I can hear the chuff of a Canadian Pacific mixed train coming up behind me. There! A Canadian National roadswitcher burbles as it ambles along in the warm afternoon sun.
I am day-dreaming. I’m walking exactly where those steel-wheeled sights and sounds were once felt. I’m on the City of Kingston’s Urban K&P Trail, the umbrella name for the multi-use trail that traces the paths of Canada’s two major railways from mainline to lakefront.
When the railways
first mapped out their steel arteries, the ‘line of best fit’
could not possibly reach every community. Canadian Pacific’s
Montreal-Toronto mainline was many miles north of Kingston. The Grand
Trunk Railway (later Canadian National) barely entered city limits.
The Kingston & Pembroke (the trail’s namesake) connected Kingston to the CPR mainline in 1885, with GTR’s Kingston trackage having reached the waterfront in 1860. Industry grew along the water; grain elevators trans-shipping to lake freighters, coal and oil dealers supplying the city’s heating needs, even one of Canada’s major locomotive manufacturers. Trackage was extended as far south as it could be—mere feet from Lake Ontario, the St. Lawrence River and the Great Cataraqui River.
A couple months back, I entered the new age, trading an old flip phone for a shiny new “ iPhone”. My old flip phone could take pictures, but to my eye they looked like the “Brownie” shots I took as a kid. I’d tried shooting with my girlfriend’s cell phone a while back but owing to shaky hands and inexperience the results weren’t very good. Now I get this new toy and resolve to try again—hey, what better than to have a decent camera right there in yer pocket at any old time—right?
We stand on the shoulders of the men and women who have gone before, and their legacy is a gift that lights our way forward.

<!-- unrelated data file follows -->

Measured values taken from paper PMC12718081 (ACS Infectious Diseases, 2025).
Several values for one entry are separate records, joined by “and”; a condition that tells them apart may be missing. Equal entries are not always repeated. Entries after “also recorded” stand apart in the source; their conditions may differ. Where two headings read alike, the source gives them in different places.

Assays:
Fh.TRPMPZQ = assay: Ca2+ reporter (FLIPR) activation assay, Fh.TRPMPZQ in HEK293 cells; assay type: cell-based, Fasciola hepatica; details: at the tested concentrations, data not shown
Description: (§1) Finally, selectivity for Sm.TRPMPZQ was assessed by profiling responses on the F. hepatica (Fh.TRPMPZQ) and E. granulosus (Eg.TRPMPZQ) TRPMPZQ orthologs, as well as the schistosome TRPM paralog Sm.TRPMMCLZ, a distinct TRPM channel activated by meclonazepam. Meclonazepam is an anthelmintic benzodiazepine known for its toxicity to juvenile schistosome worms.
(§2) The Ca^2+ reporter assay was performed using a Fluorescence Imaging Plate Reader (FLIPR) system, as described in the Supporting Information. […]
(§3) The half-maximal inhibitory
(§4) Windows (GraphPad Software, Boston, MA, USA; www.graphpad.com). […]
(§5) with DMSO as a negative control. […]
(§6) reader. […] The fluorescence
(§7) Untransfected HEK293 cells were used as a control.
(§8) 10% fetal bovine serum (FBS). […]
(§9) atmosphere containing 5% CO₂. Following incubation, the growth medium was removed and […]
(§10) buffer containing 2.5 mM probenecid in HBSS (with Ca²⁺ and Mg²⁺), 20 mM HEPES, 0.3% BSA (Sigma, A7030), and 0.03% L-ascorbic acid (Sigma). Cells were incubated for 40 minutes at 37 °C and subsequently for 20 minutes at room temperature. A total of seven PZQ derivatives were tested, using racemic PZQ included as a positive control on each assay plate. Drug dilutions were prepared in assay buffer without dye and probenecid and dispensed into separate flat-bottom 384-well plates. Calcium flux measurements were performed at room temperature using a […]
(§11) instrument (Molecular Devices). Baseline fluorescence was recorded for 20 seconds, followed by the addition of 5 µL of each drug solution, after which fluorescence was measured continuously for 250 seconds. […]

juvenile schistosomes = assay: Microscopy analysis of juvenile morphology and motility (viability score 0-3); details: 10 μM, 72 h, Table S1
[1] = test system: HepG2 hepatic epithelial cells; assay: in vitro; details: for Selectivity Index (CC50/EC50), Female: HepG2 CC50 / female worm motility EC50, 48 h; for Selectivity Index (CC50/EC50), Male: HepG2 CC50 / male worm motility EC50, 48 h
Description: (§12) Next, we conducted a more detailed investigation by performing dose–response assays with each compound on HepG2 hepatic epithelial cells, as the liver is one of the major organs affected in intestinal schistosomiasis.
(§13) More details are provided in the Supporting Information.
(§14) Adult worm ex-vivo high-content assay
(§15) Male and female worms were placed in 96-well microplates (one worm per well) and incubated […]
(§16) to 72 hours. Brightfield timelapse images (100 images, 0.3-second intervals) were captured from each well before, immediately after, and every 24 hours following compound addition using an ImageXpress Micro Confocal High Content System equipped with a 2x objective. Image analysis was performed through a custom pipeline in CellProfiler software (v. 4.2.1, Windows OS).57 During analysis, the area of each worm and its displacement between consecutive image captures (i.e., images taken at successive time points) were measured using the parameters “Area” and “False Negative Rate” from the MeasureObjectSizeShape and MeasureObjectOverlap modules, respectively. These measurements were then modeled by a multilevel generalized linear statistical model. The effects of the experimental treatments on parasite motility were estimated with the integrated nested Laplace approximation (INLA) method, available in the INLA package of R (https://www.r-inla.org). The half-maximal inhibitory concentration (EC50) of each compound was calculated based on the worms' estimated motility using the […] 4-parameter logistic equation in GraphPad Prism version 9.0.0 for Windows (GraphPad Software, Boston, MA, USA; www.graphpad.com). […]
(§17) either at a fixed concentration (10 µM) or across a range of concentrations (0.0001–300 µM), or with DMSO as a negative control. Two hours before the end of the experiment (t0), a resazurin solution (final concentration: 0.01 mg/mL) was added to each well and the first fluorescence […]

In this, the second in our video series Legacies, we look at the Farm Security Administration photographers who documented the Depression in 1930s America. Their work includes the railroad as part of the visual and cultural landscape of that troubled time.
Photographs by Jack Delano, John Collier, Dorothea Lange, Russell Lee, Arthur Rothstein, John Vachon and Marion Post Wolcott are featured in this brief presentation.
John Sanderson is a New York City based photographer whose work has appeared in Railroad Heritage , Trains , BBC News , Slate , Wall Street Journal, the Oxford American magazine and numerous other print and online publications. His work has been shown widely in both group and solo exhibitions, including “Railroad Landscapes” a major solo exhibition at the New York Transit Museum in Brooklyn, New York. John was the recipient of the Center for Railroad Photography & Art Docent Scholarship award in 2013 and 2015 and he was a featured speaker at the Center’s 2016 Conference. Visit John’s website to learn more.
Edd Fuller , Editor , The Trackside Photographer – John, I have followed your work for several years and have been looking forward to the opportunity to talk with you about it. Your photographic approach to railroads as part of a broader visual and cultural landscape really resonates with the ideas behind The Trackside Photographer. Tell us how you got started as a photographer.
John Sanderson – Hello Edd. First off I want to thank you for the interview. I am a long time fan of The Trackside Photographer. I began taking pictures at fifteen with a 35mm film camera. Our family friend Ivan Shaw was the photo editor at Vogue Magazine for many years and he encouraged me to pursue photography. If he saw something in my work, I must be on to something. At first I played around with a point & shoot and then moved onto a Minolta SLR. This early work was a return to the memory of time spent with my father exploring the northeast United States. My photography grew from there.
Edd – I can’t find it now, but I read somewhere that you started to realize what you wanted a photograph to be when you began working with large format cameras. How did you come to work with large format film in this digital age.
John – Film photography is where I started. This was around 1998 when digital was coming on the scene. It was a natural progression for many photographers in the film days to begin with 35mm and move to other formats depending on how their style was developing. Since I was landscape oriented, everyone from a mentor in high school to a Great Plains rail photographer named Kent Staubus nudged me to try large format. Kent sent me some of his 4 x 5 in. slides in the mail. Seeing his film quality blew me away. I was sad I had to send them back!